It’s one of the biggest problems with trying to drop pounds: Cutting back on calories leaves you lethargic and just all-around cranky. So we asked Lisa Young, Ph.D., R.D., adjunct professor of nutrition at New York University and author of The Portion Teller Plan, to share which foods will help improve your mood and keep you on track for your weight-loss goals. Win-win!
The omega-3 fatty acids in this fish have been linked to better moods, says Young. What’s more, it can also help you maintain a healthy body weight—particularly if it replaces red meat. Try to pack in three servings of this fatty fish a week.
This hearty green is rich in magnesium—and when you’re low in this mineral, you can end up feeling tired, irritable, and even foggy, says Young. Spinach is also high in vitamins A, B, and C, and it’s a solid source of iron and protein, both of which pump up energy levels. It gets better: Research has found that spinach may boost weight loss by reducing cravings for sweets and salty junk food.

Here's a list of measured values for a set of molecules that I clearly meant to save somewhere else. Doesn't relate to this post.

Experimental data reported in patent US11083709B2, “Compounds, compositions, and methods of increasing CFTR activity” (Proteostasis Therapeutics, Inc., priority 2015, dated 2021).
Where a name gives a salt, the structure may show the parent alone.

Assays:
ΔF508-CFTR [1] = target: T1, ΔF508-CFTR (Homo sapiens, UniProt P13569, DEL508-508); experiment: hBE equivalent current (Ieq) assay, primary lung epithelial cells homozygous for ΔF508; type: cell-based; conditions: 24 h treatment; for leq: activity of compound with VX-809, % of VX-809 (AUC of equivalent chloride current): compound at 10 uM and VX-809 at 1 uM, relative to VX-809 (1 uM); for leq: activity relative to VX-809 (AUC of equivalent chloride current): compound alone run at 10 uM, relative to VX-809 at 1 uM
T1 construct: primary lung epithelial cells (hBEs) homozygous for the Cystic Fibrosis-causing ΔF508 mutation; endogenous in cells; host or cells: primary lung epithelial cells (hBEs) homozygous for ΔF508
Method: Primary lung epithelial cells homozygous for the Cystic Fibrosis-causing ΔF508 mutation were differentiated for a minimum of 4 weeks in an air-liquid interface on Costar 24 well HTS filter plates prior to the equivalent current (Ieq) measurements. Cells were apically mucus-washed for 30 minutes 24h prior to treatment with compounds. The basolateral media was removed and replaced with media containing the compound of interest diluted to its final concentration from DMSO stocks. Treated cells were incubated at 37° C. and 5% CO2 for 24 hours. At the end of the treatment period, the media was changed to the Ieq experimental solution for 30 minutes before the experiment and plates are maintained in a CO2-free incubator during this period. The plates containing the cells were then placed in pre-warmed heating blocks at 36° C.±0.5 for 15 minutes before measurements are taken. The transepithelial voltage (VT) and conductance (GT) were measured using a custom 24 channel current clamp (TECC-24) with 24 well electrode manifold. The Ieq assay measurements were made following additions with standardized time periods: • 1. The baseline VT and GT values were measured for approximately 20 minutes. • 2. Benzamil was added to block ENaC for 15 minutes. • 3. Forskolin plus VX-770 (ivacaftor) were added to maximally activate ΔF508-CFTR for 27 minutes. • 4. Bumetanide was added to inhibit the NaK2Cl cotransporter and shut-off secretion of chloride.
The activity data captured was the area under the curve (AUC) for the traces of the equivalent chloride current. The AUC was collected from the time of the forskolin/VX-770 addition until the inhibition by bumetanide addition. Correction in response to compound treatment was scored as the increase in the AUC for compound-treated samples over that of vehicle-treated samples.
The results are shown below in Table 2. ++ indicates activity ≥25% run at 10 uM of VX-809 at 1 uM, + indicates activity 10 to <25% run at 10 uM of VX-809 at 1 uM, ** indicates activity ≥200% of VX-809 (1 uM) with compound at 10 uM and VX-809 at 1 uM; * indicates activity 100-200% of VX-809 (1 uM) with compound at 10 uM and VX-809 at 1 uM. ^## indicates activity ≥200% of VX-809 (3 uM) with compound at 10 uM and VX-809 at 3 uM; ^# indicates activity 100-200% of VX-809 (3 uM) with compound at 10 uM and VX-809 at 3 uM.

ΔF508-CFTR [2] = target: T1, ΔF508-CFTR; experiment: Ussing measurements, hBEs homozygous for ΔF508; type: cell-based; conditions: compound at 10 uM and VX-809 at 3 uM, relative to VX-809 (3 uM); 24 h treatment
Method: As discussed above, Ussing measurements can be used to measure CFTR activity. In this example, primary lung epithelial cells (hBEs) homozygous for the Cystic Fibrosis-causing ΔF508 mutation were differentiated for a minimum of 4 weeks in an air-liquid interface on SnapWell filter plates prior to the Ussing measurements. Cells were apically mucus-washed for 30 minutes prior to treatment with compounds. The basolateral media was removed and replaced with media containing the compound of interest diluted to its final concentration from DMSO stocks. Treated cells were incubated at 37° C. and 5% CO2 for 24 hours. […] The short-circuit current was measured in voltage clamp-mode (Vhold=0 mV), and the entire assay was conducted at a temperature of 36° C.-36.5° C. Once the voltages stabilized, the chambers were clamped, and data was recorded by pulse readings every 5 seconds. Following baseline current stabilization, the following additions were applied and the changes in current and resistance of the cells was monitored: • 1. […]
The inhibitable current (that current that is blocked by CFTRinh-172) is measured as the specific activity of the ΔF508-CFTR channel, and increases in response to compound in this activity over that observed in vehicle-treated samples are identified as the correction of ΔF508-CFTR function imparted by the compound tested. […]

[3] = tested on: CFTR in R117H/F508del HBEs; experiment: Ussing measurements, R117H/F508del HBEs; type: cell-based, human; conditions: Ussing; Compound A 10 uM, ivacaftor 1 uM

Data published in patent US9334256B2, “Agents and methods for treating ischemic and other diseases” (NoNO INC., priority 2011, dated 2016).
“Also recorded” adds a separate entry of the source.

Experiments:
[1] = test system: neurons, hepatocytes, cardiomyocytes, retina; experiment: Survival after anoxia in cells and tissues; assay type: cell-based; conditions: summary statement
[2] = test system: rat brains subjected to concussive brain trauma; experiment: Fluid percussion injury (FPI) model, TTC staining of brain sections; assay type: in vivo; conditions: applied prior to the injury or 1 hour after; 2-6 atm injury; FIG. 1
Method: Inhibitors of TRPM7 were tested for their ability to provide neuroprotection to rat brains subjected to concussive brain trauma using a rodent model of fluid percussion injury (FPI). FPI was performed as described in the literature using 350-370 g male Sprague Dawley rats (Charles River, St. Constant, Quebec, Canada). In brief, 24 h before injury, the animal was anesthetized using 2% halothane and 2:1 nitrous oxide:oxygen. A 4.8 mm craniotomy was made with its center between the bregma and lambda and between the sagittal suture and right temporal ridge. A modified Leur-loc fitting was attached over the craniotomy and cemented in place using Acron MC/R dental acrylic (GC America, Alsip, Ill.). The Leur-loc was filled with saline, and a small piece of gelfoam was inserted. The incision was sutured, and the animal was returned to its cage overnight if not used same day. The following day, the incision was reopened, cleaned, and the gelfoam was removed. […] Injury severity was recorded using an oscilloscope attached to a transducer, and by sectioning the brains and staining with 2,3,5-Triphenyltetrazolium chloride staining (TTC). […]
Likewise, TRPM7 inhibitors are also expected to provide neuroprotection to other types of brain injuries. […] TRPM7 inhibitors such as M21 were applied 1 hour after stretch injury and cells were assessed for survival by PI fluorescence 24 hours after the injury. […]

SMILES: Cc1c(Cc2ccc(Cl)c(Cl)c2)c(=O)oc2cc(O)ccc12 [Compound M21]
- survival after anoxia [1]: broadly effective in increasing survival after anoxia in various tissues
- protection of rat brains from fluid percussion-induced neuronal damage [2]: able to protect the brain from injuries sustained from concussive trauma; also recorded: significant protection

High-protein foods, such as Greek yogurt, can spur the creation of life-is-good brain chemicals like dopamine and norepinephrine and also rev up our energy levels and alertness, says Young. Luckily, this is also a golden food for helping with weight loss: Researchers at the University of Tennessee in Knoxville found that people who ate 18 ounces of Greek yogurt daily while cutting total calories lost more weight and more belly fat than those who skipped the creamy treat.
These are rich in the phytonutrient lycopene, which helps slow the accumulation of inflammatory compounds tied to bad moods and feelings of sluggishness, says Young. Because these poppers are also bite-sized and low-cal, they keep you on track with your weight-loss plans.
Tuna is high in omega-3’s, while whole grains help keep you feeling good, says Young; they prompt the body to release the mood-regulating hormone serotonin, leading to feelings of contentment. Whole grains also promote satiety, so you’re less likely to overeat.
Berries get their color from a purple pigment called anthocyanin, which is a mood enhancer, says Young. What’s more, all berries are high in fiber and water, so you feel full for a longer period of time when you eat them.
*This story was originally published on WomensHealth.com by Julie D. Andrews.